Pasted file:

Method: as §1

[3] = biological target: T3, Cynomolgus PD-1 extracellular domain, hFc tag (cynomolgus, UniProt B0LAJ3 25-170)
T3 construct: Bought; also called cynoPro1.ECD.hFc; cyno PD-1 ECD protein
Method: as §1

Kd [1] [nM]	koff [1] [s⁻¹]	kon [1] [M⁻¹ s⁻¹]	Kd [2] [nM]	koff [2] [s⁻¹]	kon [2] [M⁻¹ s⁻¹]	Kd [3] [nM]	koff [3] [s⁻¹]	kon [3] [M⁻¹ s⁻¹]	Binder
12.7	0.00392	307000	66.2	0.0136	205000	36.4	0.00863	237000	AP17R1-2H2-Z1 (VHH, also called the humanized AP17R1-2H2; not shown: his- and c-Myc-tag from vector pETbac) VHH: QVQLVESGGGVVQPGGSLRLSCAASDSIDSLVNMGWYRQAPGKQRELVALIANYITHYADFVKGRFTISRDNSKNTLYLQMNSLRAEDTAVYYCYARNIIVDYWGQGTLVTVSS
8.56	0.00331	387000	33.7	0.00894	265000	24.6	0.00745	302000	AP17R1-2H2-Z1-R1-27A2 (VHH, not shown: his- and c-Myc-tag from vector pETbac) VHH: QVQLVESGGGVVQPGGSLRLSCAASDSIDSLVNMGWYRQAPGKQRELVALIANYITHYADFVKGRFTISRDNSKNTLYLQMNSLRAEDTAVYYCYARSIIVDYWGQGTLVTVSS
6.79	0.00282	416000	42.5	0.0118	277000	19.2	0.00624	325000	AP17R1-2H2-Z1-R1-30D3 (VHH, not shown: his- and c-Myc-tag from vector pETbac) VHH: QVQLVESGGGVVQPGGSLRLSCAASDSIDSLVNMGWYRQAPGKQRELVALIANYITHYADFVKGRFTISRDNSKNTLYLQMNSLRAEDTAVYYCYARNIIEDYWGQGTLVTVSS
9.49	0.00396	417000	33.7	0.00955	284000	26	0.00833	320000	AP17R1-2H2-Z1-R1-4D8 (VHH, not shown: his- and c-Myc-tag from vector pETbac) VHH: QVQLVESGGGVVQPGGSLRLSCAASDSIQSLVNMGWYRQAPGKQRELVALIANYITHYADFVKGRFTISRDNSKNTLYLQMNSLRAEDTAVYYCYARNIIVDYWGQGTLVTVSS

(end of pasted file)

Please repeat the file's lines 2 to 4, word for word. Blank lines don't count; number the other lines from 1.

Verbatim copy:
[3] = biological target: T3, Cynomolgus PD-1 extracellular domain, hFc tag (cynomolgus, UniProt B0LAJ3 25-170)
T3 construct: Bought; also called cynoPro1.ECD.hFc; cyno PD-1 ECD protein
Method: as §1